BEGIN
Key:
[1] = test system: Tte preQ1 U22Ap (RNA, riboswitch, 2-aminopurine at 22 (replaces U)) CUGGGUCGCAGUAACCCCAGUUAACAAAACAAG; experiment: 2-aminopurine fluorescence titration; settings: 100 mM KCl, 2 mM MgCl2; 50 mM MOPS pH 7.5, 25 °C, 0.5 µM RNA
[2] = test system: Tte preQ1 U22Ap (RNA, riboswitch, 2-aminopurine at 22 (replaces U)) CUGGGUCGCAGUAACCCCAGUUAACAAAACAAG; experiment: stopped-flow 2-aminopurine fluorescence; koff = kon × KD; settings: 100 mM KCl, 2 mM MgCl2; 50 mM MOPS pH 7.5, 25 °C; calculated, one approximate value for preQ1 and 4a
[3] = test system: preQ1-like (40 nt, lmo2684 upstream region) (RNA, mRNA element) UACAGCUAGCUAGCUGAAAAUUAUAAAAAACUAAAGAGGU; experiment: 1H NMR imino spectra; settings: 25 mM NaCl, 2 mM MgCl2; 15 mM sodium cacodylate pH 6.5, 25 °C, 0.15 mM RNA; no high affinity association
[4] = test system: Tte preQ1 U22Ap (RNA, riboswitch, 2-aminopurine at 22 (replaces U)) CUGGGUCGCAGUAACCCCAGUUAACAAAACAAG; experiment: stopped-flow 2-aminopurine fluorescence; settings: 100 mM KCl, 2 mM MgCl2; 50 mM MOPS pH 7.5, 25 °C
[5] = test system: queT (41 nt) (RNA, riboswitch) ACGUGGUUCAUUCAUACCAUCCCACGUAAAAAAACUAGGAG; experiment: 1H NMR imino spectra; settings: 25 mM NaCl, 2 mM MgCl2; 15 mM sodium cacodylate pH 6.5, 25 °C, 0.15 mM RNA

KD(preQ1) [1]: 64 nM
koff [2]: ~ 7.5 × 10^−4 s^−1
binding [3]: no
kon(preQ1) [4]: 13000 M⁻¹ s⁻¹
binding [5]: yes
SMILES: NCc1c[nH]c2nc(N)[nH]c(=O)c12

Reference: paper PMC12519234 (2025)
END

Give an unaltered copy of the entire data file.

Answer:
Key:
[1] = test system: Tte preQ1 U22Ap (RNA, riboswitch, 2-aminopurine at 22 (replaces U)) CUGGGUCGCAGUAACCCCAGUUAACAAAACAAG; experiment: 2-aminopurine fluorescence titration; settings: 100 mM KCl, 2 mM MgCl2; 50 mM MOPS pH 7.5, 25 °C, 0.5 µM RNA
[2] = test system: Tte preQ1 U22Ap (RNA, riboswitch, 2-aminopurine at 22 (replaces U)) CUGGGUCGCAGUAACCCCAGUUAACAAAACAAG; experiment: stopped-flow 2-aminopurine fluorescence; koff = kon × KD; settings: 100 mM KCl, 2 mM MgCl2; 50 mM MOPS pH 7.5, 25 °C; calculated, one approximate value for preQ1 and 4a
[3] = test system: preQ1-like (40 nt, lmo2684 upstream region) (RNA, mRNA element) UACAGCUAGCUAGCUGAAAAUUAUAAAAAACUAAAGAGGU; experiment: 1H NMR imino spectra; settings: 25 mM NaCl, 2 mM MgCl2; 15 mM sodium cacodylate pH 6.5, 25 °C, 0.15 mM RNA; no high affinity association
[4] = test system: Tte preQ1 U22Ap (RNA, riboswitch, 2-aminopurine at 22 (replaces U)) CUGGGUCGCAGUAACCCCAGUUAACAAAACAAG; experiment: stopped-flow 2-aminopurine fluorescence; settings: 100 mM KCl, 2 mM MgCl2; 50 mM MOPS pH 7.5, 25 °C
[5] = test system: queT (41 nt) (RNA, riboswitch) ACGUGGUUCAUUCAUACCAUCCCACGUAAAAAAACUAGGAG; experiment: 1H NMR imino spectra; settings: 25 mM NaCl, 2 mM MgCl2; 15 mM sodium cacodylate pH 6.5, 25 °C, 0.15 mM RNA

KD(preQ1) [1]: 64 nM
koff [2]: ~ 7.5 × 10^−4 s^−1
binding [3]: no
kon(preQ1) [4]: 13000 M⁻¹ s⁻¹
binding [5]: yes
SMILES: NCc1c[nH]c2nc(N)[nH]c(=O)c12

Reference: paper PMC12519234 (2025)